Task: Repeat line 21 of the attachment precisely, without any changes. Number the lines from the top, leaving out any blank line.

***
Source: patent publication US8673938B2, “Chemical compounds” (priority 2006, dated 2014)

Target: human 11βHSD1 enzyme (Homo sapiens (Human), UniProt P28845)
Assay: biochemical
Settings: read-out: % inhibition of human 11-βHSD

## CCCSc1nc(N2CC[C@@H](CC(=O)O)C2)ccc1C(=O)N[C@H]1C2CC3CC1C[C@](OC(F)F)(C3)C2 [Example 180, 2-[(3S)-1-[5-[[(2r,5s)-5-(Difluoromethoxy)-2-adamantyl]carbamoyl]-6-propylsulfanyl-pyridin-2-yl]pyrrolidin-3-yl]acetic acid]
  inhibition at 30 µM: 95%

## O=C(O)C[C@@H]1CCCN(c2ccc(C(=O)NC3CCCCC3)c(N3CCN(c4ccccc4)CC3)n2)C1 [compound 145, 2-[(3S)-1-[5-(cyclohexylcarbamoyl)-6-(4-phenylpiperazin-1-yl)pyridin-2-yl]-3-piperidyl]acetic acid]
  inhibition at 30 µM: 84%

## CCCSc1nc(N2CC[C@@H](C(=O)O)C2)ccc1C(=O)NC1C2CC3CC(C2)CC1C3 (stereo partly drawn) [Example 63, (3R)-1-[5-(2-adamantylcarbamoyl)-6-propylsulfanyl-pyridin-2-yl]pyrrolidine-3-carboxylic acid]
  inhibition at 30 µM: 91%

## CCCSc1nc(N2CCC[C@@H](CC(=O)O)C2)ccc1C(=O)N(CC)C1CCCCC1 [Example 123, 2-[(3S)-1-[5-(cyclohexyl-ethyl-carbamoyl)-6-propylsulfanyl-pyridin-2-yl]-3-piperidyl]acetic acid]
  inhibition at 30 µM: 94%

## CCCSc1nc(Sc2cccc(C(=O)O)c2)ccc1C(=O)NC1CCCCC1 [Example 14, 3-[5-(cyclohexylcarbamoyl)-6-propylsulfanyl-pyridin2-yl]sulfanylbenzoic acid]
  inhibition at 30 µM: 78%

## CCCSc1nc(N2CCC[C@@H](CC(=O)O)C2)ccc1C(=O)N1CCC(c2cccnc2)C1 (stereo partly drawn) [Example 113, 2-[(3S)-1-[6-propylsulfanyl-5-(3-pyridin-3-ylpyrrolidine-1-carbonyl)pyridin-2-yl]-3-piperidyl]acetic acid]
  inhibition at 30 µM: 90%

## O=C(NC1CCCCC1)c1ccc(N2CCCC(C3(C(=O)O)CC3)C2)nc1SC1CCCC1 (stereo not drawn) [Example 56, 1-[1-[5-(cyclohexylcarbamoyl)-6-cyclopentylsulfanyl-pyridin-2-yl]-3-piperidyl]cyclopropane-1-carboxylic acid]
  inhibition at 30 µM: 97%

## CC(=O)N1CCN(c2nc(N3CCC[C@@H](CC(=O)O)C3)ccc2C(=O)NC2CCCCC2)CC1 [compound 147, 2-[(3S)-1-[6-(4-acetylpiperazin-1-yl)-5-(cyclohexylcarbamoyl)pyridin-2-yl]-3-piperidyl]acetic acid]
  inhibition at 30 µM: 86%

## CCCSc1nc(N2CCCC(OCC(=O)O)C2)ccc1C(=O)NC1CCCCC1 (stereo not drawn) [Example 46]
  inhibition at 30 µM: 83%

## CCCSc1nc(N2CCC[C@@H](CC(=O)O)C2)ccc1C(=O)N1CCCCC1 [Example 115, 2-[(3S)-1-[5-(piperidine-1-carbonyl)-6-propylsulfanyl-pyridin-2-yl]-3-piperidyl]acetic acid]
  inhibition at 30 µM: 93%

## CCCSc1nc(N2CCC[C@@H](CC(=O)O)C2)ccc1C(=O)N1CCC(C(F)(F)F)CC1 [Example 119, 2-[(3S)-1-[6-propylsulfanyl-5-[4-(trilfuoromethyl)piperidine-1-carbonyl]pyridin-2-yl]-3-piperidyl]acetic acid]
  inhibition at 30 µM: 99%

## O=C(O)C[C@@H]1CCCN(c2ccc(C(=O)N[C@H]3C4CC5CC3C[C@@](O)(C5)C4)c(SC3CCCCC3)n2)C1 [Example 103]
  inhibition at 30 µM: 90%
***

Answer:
## CCCSc1nc(N2CCCC(OCC(=O)O)C2)ccc1C(=O)NC1CCCCC1 (stereo not drawn) [Example 46]